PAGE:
Would be good to get origins and/or history section(s) in here. Some background to the groups that created these entitites, when and what the proposed motivation was at the time. Key figures and milestones. Evolution. Association with any particular philosophical movements. For example libertarianism or Chicago School economics. Change over time. Point is: Origins/History section(s) to this article would be v good. Thanks. — Preceding unsigned comment added by (talk) 15:15, 26 November 2011 (UTC)

I would like to expand on that and query why it is that in the last 5 years the media (in my case in the UK) have become obsessed by discussing various countries' 'Triple A' (or whatever they may be) credit ratings in such great detail. Barely a day goes by without the mention of 'S & P' and whether or not such and such a country is losing whatever rating they had; and this is discussed even in the regular evening news, never mind the finance programmes.
Maybe this isn't the appropriate article for such a 'media influence/ implications' section, but this is an issue that warrants a section somewhere in some article as these credit agencies have an extremely powerful influence (even more so with all the media coverage) on many nations' governance and policy decisions - and I don't see it mentioned in a media context here.1812ahill (talk) 00:31, 14 February 2012 (UTC)

Suggestions for article improvement[edit]

This article has many problems: much of the information presented is distorted, outdated, and uncited, and at 5000+ words it is very, very long. I have some suggestions about editing this article and updating particular details, but first I should note that I am a representative of Moody's—one of the "big three" agencies referenced in the article. Because of this conflict of interest, I won't be making any edits to the article, but hope that other editors will review my suggestions and make them if they judge them accurate and appropriate.

My first suggested change is a rather simple one: cleaning up the "List of credit rating agencies" section. This has been one of the most edited sections recently, in what often seems to be a promotional manner. Some of the new additions to the list are not significant entities. Others are investment research companies or credit bureaus, not credit rating agencies. I would also suggest moving the list to the bottom of the article to improve overall readability.

This section would be improved if a clear set of criteria for inclusion is established. One possible solution is focusing on global agencies and prominent regional agencies which are the subject of Wikipedia articles now. I have compared the list of agencies recognized by the U.S. SEC ("Nationally Recognized Statistical Rating Organizations"), the European Securities and Markets Authority (based on this list) and the Association of Credit Rating Agencies in Asia with existing articles, and this is the resulting list, presented alphabetically:

Other agencies may be notable, but all of these entries meet the criteria I outlined above, and helps in that it reduces the overall list from 27 to 17. I am open to other suggestions about how to improve this section, but this I believe is a neutral and clear solution. I hope to make further suggestions soon. Many thanks, Mysidae (talk) 22:53, 7 February 2013 (UTC)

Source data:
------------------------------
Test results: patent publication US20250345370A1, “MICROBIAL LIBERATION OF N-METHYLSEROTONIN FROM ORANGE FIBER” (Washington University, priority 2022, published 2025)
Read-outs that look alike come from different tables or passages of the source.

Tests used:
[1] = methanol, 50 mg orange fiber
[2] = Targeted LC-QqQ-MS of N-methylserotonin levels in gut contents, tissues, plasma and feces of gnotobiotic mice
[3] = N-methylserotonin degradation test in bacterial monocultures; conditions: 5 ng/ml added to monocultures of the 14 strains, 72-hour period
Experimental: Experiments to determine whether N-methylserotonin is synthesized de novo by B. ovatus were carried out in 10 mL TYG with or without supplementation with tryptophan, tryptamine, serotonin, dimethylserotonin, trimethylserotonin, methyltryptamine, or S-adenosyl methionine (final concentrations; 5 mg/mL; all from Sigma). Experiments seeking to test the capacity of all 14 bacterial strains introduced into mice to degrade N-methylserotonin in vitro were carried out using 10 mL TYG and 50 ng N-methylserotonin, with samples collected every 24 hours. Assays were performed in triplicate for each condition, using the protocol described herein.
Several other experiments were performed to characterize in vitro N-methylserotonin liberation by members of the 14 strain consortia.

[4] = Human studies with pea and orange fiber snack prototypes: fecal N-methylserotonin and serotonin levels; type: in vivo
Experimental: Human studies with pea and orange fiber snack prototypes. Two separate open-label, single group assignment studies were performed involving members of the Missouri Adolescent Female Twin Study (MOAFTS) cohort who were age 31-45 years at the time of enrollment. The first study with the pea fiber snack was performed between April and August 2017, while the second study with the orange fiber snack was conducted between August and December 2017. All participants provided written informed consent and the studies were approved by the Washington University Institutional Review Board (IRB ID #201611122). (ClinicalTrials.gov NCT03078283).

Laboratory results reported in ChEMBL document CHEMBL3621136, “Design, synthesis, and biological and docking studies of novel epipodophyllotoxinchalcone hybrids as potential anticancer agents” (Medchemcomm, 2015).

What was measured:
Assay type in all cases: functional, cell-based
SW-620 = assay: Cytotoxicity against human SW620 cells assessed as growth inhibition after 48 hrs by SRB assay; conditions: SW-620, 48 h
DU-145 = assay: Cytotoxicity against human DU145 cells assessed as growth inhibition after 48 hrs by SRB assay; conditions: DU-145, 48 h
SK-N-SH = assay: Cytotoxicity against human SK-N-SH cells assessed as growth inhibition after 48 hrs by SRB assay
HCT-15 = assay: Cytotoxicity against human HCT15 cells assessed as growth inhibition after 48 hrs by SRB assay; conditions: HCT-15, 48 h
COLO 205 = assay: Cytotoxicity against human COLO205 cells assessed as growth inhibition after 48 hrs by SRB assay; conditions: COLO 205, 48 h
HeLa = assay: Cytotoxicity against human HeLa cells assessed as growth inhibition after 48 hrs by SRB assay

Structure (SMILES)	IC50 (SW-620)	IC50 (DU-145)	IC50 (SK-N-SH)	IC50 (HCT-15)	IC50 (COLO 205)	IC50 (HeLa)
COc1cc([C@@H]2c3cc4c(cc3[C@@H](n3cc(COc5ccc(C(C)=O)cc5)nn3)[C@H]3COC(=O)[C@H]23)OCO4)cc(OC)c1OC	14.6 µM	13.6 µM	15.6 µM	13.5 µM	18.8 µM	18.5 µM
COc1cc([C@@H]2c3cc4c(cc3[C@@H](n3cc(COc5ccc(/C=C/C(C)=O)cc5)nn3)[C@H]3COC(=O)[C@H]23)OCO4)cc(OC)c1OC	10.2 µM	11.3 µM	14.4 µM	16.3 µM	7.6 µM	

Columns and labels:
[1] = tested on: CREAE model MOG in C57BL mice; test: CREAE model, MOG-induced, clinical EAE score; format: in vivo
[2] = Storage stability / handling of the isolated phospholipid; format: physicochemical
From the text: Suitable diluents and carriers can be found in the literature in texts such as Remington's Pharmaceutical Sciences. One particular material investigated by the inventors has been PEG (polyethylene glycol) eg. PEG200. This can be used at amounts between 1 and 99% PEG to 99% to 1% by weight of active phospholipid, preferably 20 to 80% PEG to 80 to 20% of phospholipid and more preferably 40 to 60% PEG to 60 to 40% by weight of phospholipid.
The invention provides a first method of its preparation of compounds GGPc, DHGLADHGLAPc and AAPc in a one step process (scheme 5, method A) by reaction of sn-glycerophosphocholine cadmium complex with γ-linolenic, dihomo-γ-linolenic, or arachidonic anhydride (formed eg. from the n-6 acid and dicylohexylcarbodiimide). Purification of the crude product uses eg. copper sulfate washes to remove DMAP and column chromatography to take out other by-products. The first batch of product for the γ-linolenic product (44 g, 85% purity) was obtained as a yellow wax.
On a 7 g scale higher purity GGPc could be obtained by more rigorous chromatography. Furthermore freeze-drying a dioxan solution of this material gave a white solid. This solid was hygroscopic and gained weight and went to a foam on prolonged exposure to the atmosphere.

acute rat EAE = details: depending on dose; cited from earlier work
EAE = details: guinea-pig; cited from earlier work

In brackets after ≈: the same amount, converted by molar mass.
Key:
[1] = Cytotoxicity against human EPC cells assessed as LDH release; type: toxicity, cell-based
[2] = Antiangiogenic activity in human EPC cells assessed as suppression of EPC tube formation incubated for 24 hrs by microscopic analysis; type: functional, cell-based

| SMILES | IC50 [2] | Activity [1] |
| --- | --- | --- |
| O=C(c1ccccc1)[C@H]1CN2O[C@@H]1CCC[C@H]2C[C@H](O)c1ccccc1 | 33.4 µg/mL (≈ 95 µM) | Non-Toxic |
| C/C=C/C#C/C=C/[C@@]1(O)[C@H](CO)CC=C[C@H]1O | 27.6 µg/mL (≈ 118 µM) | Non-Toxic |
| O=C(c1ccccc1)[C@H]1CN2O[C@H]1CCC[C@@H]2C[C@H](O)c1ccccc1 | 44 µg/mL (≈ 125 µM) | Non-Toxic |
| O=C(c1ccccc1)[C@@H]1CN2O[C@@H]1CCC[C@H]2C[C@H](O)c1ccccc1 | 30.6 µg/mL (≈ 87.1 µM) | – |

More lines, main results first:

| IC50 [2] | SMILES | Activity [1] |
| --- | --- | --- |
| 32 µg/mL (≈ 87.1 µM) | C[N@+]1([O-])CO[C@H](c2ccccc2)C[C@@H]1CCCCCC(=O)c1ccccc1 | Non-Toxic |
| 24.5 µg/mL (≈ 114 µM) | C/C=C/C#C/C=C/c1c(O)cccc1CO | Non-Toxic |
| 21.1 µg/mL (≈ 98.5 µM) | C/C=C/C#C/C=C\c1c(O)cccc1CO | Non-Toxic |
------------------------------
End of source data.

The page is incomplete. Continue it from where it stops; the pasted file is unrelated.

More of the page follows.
Hi Mysidae. I deleted the section in its entirety. Generally a long list of vendors like that is just link-bait and is usually added by companies looking for a plug. The section "The Big Three" is a good example of how we handle this, though ideally I would like to see it merged into a general Business section that discusses the overall business model and market-size. CorporateM (Talk) 20:40, 13 February 2013 (UTC)

Improving this article's coverage of CRA business models[edit]

I sometimes offer suggestions on Wikipedia articles on behalf of Moody's, and I would like to help improve this page without making direct edits, so I hope another editor can assist with a proposed revision to the current section "CRA business models". A newly prepared draft is in my userspace for others to review or even edit as they see fit: User:Mysidae/Business models.

The current version of this section leaves much to be desired. Firstly, it includes not a single third-party source, which should be of concern given the subject matter, and it makes a number of unsupported claims. The section is not wildly inaccurate, and its treatment of criticisms of the various models is mostly correct. However, it could be better, and reliable sources do exist to verify this information and even add some specifics. Finally, the unusual sub-heading "Open Source model" places too much emphasis on a rating method which is too new to have had much impact, and is not a significant business model at this time. However, it is appropriate to discuss as it is an interesting development, and I have retained a sentence about it. I look forward to any constructive feedback on this suggestion. Many thanks, Mysidae (talk) 15:07, 28 March 2013 (UTC)

== Globalize tag ==

I've added the Globalize tag but I'm afraid I can't help much "globalizing" the article as I know nothing about Credit rating agencies outside of the US.

Like some other articles (Executive compensation, Social mobility) I think it would profit wikipedia to have spin offs articles for at least big countries like the US, because laws and practices are elemental to these issue and vary so much by country. --BoogaLouie (talk) 20:55, 24 May 2013 (UTC) Forget it. Agencies are pretty global. --BoogaLouie (talk) 22:59, 30 May 2013 (UTC)